Part of DC’s Fort Totten Park closes for investigation after discovery of metal canisters

A section of Fort Totten Park in D.C. has been closed after the discovery of two metal canisters on Tuesday.

Fort Totten Park is closed just east of Fort Totten Drive, south of Gallatin Street, and north of Brookland Avenue Northeast/Farragut Street “out of an abundance of caution,” the National Park Service said in a news release.

On Tuesday, a park employee found the metal canisters in a mound of soil at the park. It’s not the first time metal canisters have been found there.

Back in 2020, the National Park Service discovered a World War I era metal canister on the ground in a different area of Fort Totten Park. The Park Service said the Defense Department determined the munition was an “unfused and unused, empty canister;” its source is unknown.

In a letter to the National Park Service in February, D.C. Del. Eleanor Holmes Norton requested the agency to “investigate ordnances and soil and groundwater contamination throughout Fort Totten Park.”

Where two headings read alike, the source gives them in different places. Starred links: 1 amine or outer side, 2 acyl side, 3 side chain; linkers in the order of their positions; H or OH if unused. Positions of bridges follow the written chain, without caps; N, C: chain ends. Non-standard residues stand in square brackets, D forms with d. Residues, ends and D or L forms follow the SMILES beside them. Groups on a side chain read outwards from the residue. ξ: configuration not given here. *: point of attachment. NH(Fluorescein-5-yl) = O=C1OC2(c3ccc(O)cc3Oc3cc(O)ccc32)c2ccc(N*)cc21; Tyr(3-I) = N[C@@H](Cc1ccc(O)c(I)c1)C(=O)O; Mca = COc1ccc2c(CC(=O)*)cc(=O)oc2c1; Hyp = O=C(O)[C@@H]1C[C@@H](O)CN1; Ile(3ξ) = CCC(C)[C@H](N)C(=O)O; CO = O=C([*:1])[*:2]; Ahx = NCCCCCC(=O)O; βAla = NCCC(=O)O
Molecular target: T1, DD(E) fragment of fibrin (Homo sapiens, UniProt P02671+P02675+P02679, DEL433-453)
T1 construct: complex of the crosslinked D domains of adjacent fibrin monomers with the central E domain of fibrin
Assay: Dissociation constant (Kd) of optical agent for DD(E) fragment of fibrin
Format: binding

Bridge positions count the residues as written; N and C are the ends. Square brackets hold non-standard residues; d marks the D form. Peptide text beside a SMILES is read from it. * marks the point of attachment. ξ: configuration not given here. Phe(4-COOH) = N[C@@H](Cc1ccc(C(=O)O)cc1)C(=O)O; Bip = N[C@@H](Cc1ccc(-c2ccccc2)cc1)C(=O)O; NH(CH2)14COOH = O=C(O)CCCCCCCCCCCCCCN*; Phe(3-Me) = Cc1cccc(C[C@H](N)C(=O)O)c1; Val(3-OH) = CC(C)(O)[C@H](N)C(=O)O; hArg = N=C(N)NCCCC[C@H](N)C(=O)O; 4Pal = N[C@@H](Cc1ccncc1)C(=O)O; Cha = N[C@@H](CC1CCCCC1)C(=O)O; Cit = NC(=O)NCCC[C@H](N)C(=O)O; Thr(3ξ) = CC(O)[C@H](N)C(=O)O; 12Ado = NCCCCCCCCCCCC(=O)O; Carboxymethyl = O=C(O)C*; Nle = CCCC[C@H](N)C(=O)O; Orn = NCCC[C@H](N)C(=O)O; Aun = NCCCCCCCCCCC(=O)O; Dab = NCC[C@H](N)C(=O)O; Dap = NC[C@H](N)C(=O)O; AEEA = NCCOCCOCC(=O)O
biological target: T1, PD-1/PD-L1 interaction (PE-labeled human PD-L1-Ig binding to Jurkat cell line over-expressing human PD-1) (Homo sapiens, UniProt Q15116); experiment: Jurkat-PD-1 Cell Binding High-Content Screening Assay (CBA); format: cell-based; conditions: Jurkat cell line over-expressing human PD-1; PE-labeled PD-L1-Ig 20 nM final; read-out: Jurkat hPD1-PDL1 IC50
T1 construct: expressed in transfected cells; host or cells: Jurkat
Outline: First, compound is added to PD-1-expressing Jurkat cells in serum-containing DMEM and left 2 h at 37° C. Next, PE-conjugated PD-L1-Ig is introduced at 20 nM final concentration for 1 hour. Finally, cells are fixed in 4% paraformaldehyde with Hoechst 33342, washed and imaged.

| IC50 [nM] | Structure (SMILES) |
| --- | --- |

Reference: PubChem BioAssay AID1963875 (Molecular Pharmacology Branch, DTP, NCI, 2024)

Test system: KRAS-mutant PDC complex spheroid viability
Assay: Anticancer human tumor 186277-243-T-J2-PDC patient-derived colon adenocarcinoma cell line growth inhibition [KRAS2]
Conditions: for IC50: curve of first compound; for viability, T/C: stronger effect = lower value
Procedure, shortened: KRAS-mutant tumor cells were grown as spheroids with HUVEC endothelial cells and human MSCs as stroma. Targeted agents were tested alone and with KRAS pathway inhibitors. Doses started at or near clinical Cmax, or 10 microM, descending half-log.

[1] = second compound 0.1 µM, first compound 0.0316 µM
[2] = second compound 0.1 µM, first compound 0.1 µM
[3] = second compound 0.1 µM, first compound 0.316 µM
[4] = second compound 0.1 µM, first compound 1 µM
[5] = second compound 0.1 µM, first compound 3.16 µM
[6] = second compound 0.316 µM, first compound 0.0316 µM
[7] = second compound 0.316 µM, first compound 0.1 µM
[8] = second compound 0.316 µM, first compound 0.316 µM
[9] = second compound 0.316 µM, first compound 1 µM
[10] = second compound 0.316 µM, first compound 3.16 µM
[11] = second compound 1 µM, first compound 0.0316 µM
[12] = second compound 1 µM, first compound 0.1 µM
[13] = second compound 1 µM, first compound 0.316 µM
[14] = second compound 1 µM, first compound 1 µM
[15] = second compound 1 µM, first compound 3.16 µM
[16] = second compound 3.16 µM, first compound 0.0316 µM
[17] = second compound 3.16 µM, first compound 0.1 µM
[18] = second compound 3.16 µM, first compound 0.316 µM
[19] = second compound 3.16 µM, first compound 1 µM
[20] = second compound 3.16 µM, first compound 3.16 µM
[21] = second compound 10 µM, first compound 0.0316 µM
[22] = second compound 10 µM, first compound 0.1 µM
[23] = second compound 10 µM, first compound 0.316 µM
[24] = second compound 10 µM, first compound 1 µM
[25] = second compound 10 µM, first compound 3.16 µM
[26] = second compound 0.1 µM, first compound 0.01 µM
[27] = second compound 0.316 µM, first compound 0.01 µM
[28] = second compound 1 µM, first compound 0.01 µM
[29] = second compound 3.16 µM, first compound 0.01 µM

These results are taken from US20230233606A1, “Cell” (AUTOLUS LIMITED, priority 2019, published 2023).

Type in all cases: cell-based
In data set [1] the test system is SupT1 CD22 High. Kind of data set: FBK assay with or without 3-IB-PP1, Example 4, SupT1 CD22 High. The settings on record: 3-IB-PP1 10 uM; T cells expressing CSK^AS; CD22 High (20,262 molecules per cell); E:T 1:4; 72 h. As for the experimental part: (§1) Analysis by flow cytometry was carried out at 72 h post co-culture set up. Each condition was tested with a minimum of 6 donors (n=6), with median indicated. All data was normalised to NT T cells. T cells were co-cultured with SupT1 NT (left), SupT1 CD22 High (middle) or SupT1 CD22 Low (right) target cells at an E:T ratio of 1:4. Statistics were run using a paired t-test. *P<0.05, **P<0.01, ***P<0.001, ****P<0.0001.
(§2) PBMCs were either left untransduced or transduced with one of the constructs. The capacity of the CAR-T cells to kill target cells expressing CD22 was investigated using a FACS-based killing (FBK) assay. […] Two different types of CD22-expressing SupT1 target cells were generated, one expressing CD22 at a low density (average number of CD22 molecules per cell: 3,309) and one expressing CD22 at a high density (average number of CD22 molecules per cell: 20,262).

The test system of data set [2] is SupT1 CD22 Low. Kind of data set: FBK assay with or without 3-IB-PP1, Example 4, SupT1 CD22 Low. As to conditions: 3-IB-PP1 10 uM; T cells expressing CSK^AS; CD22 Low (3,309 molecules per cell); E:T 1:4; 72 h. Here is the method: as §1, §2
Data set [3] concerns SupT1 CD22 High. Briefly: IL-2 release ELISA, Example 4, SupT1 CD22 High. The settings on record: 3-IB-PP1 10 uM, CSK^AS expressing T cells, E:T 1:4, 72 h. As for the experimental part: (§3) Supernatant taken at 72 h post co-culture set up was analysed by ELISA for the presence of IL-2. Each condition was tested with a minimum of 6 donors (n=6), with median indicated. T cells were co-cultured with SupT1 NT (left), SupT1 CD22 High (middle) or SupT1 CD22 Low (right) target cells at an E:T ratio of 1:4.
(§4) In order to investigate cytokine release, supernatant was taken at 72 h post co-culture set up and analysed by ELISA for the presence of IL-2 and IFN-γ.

This came after the discovery of a possible link between the empty shell and the cleanup of a former World War I chemical weapons site near the American University campus.

The U.S. Army has removed the canisters found on Tuesday and will analyze the contents at Marine Corps Base Quantico, NPS said.

The origins of the canisters and several mounds of soil along the edge of the road are also being determined.

U.S. Park Police have blocked off the site and are asking people to stay out of the area.

“Public safety is the NPS’ highest priority. The NPS is working to determine the next steps to evaluate the area. We will provide updates as more information is available,” the National Park Service said.

Service at the Fort Totten Metro station was temporarily affected on Tuesday but has since been restored.

WTOP’s Neal Augenstein contributed to this report.

Abigail Constantino

Abigail Constantino started her journalism career writing for a local newspaper in Fairfax County, Virginia. She is a graduate of American University and The George Washington University.

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